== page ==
College students adopt puppies, kittens without knowing responsibility involved
A trip to the animal shelter is difficult to finish without taking home a dog or cat.
In Mount Pleasant, students can venture to Isabella County Humane Animal Treatment Society, 1105 S. Isabella Road. The animal shelter houses 140 cats and upwards of 40 dogs at any given time. Volunteers and employees keep busy caring for numerous animals, but puppies and kittens are few and far between.
Humane Animal Treatment Society staff member and Mount Pleasant senior Amanda Tillotson said puppies typically stay at the shelter only as long as they have to be held to receive medical treatment. After that, they’re adopted out quickly.
Tillotson said Friday three puppies went up for adoption, and all three were adopted that very same day.
“Everyone wants a puppy, because they’re cute and adorable,” she said.
Assistant Feline Supervisor Autumn Scott said although many people have good intentions when adopting from the shelter, many are also irresponsible.
“It’s sad. They’re investing in a life; it’s not a toy they can return,” Scott said. “You’re their family; all they know is you.”
Like with puppies, feline care specialist Mary Anne Tompkins said people are drawn to kittens because of the cuteness factor. However, many aspects play into the suitability between a pet owner and a cat, and many people have unrealistic expectations when adopting from the shelter.
Cats, like humans, have distinct personalities. When adopting a kitten, its personality type is not apparent, Tompkins said. People need to see past an animal’s size and appearance when adopting.
“If you can look beyond color, you can get something better for your match,” Tompkins said. “You’re getting an imperfect pet because of where they came from. An adult would be better suited, because they know where they came from.”
She said if students aren’t sure if they’re ready for the lasting commitment of an animal but still want the companionship of a pet, then they can help by fostering kittens.
Tompkins said people need to do their homework before adopting an animal and realize they could have their cat for the next 20 years.
“Know what you’re getting into,” she said. “Don’t make a rash decision.”
Aside from looks, canine care specialist Zach Patton said many people hold the belief a puppy will be easier to train to their needs than an adult dog, who is already trained a certain way.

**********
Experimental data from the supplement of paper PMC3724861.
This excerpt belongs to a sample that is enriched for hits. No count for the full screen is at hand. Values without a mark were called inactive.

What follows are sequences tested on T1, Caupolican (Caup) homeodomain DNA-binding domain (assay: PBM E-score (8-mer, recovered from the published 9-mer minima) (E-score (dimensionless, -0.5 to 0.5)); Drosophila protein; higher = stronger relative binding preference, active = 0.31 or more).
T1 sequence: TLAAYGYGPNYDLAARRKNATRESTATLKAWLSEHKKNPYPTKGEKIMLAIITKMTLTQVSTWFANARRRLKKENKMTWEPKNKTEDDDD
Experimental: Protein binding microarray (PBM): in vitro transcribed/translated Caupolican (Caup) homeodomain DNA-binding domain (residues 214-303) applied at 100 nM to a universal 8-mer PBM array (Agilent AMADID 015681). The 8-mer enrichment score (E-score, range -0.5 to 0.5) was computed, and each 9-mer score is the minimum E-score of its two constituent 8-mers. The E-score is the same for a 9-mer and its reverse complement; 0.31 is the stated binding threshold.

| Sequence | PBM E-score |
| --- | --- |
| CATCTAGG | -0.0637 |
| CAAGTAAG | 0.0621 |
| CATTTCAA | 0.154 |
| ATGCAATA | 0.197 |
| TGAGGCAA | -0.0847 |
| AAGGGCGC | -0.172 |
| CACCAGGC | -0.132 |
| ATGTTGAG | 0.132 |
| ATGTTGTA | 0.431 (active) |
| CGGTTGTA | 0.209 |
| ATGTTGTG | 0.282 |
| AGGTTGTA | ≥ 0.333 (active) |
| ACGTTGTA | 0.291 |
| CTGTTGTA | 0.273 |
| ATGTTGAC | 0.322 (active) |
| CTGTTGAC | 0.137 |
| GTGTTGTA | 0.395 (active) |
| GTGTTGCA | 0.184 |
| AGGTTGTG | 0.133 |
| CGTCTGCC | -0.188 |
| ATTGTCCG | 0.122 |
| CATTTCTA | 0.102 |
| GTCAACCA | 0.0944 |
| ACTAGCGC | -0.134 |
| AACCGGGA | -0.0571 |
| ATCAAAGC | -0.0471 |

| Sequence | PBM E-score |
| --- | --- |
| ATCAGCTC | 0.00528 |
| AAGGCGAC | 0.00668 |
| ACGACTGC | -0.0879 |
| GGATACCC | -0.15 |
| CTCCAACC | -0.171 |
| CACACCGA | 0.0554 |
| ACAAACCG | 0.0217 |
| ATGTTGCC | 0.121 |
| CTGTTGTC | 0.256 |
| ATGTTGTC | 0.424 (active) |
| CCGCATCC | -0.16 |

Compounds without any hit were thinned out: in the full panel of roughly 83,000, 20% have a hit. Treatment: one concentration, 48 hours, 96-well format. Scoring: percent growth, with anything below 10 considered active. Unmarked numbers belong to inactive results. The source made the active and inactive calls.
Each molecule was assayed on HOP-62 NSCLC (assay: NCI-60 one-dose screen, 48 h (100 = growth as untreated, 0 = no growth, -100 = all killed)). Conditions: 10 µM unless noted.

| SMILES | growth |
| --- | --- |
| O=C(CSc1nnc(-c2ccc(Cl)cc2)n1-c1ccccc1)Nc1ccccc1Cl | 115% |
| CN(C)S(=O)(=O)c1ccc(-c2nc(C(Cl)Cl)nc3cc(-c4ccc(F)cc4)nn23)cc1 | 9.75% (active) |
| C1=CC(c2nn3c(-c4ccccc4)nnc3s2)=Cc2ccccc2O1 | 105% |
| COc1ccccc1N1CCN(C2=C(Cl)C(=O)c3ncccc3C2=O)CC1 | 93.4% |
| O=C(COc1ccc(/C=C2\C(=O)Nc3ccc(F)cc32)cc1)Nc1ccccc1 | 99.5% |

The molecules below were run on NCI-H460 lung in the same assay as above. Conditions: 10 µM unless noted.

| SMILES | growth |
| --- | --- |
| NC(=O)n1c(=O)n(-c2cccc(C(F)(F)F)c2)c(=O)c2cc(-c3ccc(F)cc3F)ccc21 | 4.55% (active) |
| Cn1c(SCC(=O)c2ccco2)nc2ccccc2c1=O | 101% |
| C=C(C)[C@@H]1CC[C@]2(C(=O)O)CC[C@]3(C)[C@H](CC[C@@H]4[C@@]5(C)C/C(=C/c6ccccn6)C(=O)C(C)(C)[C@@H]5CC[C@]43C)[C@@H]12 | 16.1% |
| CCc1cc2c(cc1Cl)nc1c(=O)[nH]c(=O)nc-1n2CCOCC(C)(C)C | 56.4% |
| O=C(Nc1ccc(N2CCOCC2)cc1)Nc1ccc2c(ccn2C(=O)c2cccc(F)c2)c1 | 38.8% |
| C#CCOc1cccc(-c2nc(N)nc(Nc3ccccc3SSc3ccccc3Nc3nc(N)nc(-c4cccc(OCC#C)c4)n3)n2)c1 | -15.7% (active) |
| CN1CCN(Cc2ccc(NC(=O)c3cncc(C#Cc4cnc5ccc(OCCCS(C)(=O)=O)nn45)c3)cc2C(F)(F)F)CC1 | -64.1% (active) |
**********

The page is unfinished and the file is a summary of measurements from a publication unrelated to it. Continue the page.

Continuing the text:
However, Tillotson said that’s not necessarily the case. Rather, many people who adopt puppies don’t realize the amount of work and the hours that go into training them.
“A puppy is like having a baby; it’s really not an ideal situation,” Tillotson said.
Being an unprepared pet owner is one of the main reasons innocent animals end up back at the shelter, Tillotson said.
“They don’t necessarily do anything wrong,” HATS volunteer Jennifer Souva said. “It’s not their fault.”
Patton said dogs, like humans, experience emotional and psychological trauma when their owners neglect them.
“It’s something they have for the rest of their life,” he said. “We do our best to make them as comfortable as possible.”
Patton said it’s not just college students returning animals to the shelter; unprepared pet owners range from college students to grown adults.
“There isn’t a set demographic that is irresponsible,” he said. “It’s all over the place.”
Returned even more often than dogs, are cats, Tillotson said. However, with cats, training typically isn’t the problem.
Tompkins said many people don’t think about the long-term commitment when adopting an animal. She said it’s common for students to adopt a kitten and return the animal to the shelter when it’s a grown cat and they realize they can’t take it with them when they leave college.
Tompkins said 15 to 20 percent of the kittens and cats adopted out of the shelter are later brought back. That number is even higher when counting cats given to the shelter who were adopted elsewhere first.
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